To Know or Not to Know: On the Utility of Models in Mobile Robotics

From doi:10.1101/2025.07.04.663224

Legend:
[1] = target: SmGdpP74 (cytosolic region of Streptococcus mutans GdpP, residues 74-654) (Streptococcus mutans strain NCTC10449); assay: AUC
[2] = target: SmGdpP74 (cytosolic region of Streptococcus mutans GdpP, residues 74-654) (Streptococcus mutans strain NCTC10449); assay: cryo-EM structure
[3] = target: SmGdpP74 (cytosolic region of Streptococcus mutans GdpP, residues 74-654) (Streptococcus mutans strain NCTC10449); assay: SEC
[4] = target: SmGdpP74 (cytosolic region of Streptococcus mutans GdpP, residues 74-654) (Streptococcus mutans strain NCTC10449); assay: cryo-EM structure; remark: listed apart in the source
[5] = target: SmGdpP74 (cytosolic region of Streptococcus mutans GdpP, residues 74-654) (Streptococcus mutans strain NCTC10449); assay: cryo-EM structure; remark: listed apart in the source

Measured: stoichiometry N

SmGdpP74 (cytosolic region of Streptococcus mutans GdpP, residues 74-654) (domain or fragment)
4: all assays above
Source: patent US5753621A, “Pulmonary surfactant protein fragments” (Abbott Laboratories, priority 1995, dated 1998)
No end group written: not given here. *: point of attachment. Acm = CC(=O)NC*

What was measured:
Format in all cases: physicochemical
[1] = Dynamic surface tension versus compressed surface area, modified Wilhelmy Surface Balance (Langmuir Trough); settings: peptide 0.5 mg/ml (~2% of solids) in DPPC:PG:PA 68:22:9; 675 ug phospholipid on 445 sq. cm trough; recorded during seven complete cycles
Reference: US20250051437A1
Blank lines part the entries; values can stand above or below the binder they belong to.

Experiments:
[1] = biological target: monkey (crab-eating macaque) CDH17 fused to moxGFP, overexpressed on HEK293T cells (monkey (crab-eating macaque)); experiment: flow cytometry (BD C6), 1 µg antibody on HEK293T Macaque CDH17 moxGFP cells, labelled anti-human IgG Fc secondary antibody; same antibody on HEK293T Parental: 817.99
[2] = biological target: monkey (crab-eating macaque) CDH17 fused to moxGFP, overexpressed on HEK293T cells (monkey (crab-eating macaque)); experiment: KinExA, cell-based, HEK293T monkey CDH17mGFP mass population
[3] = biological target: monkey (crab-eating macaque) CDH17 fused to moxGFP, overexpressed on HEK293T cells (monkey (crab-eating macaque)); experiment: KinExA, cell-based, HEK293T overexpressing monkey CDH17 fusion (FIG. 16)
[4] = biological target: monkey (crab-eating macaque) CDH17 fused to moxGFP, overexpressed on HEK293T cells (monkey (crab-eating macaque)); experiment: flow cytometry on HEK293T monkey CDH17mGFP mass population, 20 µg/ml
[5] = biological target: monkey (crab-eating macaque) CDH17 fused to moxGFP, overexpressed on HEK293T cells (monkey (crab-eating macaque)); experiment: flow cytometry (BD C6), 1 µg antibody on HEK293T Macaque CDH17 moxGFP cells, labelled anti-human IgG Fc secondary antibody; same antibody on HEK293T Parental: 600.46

This article describes JEEVES, one of the winning entries in the 1996 Annual AAAI Mobile Robot Competition and Exhibition, held as part of the Thirteenth National Conference on Artificial Intelligence. JEEVES tied for first place in the finals of the competition after it won both preliminary trials. A key aspect in JEEVES's software design was the ability to acquire a model of the environment. The model, a geometric map constructed from sensory data gathered while the robot performed its task, enabled JEEVES to sweep the arena efficiently. It facilitated the retrieval of balls and their delivery at the gate, and it helped to avoid unintended collisions with obstacles. This article argues that JEEVES's success depended crucially on the existence of the model. It also argues that models are generally useful in mobile robotics -- even in tasks as simple as the one faced in this competition.
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